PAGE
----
Developing / Growing the ICT Sector Management
Skills Base
  • Lack of science and maths teachers is limiting
    the number of students qualifying in these
    subjects at school level
  • The NQF (National Qualifications Framework) and
    other new legislation has strong implications for
    the IT sector which has traditionally focused on
    product-related and technically-oriented
    competencies
  • Outsourced training is set to become a trend in
    business with the introduction of the Skills
    Development Act
  • In terms of the new act the value of training
    will be determined by whether or not it adds
    value to the skills development plans and career
    path of individual employees
  • Vendor specific education does not

77
Section 2 Management Skills in the South African
ICT Sector
  • The current situation
  • expenditure
  • vacancies
  • empowerment
  • Where is the ICT sector in terms of management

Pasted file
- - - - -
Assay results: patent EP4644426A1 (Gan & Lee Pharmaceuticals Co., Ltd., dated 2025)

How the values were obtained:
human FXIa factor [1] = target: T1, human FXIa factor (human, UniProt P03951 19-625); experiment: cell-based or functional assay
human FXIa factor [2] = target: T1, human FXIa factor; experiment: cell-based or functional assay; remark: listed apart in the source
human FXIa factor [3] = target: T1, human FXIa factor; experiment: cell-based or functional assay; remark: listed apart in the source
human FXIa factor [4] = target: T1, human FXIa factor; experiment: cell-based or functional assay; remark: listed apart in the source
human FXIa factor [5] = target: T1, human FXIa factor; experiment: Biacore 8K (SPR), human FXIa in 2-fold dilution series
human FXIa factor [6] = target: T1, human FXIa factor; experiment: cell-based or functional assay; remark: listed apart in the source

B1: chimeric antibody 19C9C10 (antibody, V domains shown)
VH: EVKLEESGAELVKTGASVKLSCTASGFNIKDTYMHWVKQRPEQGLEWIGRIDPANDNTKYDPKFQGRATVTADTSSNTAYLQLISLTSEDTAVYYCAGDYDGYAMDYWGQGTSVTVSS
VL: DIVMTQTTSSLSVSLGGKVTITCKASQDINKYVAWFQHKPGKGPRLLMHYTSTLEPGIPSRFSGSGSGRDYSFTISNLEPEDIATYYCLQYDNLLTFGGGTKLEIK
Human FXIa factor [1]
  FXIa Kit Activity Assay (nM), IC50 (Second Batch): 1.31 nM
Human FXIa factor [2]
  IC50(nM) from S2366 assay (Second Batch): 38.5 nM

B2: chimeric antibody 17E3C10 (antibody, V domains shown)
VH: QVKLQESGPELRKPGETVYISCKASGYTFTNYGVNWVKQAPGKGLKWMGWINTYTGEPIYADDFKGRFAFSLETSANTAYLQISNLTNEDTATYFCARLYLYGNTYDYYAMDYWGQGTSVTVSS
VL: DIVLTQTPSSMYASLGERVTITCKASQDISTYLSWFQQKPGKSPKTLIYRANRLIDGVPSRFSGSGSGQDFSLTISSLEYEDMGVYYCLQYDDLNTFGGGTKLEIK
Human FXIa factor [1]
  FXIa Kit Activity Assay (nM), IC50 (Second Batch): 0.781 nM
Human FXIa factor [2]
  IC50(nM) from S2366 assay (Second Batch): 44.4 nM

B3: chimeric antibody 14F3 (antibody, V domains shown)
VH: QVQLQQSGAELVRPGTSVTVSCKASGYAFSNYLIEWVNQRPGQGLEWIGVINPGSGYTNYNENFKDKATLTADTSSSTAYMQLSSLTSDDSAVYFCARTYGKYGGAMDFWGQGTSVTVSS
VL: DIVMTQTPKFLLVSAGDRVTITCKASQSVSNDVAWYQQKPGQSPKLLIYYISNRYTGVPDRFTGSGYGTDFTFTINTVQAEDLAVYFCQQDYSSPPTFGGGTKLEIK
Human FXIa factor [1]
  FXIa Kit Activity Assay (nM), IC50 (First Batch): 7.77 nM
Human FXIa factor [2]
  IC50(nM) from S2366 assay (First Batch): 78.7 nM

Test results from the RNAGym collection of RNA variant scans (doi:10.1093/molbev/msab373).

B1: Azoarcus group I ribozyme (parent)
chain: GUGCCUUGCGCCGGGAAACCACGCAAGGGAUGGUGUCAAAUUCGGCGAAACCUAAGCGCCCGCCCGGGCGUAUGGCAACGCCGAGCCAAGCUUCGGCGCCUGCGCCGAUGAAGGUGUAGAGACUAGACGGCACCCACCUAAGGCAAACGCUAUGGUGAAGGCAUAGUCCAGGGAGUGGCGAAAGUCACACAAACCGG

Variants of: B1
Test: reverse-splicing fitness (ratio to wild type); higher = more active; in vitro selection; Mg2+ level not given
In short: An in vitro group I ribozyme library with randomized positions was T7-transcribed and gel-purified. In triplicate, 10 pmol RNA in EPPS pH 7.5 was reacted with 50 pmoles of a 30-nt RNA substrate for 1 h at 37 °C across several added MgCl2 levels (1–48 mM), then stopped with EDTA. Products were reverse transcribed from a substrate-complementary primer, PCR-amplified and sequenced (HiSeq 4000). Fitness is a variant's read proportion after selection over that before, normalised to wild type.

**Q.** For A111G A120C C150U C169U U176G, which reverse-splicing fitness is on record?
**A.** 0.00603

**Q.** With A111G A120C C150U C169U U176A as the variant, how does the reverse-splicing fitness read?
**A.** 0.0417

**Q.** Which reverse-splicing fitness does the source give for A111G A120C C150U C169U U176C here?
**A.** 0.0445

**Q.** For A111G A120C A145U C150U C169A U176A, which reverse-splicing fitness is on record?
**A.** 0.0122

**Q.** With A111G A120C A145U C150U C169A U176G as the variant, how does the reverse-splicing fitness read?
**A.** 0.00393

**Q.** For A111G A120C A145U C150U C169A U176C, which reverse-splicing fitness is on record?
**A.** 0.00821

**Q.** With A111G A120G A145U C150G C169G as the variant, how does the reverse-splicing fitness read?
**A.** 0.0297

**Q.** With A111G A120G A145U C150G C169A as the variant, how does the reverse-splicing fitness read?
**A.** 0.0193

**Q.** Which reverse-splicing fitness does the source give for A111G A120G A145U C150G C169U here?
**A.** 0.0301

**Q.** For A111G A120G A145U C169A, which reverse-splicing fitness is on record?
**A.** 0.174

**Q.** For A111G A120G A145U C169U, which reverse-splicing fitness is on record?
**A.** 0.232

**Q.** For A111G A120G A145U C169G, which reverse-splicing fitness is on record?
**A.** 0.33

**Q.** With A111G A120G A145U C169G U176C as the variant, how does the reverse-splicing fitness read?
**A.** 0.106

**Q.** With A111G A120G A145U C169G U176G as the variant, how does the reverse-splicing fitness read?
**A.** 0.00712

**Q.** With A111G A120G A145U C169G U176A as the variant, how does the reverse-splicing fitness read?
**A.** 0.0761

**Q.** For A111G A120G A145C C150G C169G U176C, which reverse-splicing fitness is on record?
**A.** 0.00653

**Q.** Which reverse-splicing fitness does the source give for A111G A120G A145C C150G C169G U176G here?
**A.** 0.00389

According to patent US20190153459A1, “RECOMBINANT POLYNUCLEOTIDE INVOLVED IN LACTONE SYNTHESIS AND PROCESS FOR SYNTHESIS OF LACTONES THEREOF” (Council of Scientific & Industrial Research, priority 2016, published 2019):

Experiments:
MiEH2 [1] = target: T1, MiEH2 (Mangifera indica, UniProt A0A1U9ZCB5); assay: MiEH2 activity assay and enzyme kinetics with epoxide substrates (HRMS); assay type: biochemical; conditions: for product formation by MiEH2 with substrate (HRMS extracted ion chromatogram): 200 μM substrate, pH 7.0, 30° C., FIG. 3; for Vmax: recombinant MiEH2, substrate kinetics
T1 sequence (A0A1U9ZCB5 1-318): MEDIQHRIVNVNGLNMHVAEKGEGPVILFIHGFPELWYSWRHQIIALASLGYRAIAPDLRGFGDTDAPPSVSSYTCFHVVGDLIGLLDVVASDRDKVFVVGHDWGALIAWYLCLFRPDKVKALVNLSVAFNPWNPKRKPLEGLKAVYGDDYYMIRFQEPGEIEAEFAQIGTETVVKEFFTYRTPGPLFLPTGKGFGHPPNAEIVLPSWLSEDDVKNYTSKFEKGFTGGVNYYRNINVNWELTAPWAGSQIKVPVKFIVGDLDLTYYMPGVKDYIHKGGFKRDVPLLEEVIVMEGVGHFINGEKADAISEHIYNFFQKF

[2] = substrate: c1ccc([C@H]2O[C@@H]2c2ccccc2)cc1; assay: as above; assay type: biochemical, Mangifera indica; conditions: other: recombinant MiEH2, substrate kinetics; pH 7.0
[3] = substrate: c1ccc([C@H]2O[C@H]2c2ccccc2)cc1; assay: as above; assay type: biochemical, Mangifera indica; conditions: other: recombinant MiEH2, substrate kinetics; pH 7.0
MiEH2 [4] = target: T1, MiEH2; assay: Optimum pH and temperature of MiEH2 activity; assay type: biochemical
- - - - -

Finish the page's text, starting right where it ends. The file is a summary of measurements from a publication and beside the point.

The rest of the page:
requirements
  • Is there a potential crisis?
  • What skills do successful managers need in the
    future?
  • General attributes
  • Requirements by market segment
  • Industry trends
  • Attracting and retaining critical skills
    lessons from leading players
  • Broad overview of current Initiatives and
    programs
  • Skills Development and Employment Equity Acts
  • Government initiatives
  • Private initiatives
  • Assess strengths and challenges of SA in growing
    its management skills base
  • General recommendations

78
Recommendations Some Pointers
  • Home Affairs to review policy on the employment
    of foreign ICT professionals
  • capacity building and transfer of knowledge
  • Sponsor young ICT professionals to work overseas,
    but build in return clauses
  • Companies will need to offer globally competitive
    packages
  • Review the NQF regarding vendor specific training
    particularly in the ICT sector
  • Focus on building entrepreneurial and leadership
    skills

79
Sources
  • SAITIS Baseline Studies
  • Financial Reports
  • BMI TechKnowledge
  • ITWeb
  • SA Computer Society
  • Press clippings
  • DTI
  • Customs and excise
  • IDC, Gartner, Dataquest
  • AMPS
  • Reuters
  • Interviews with key industry players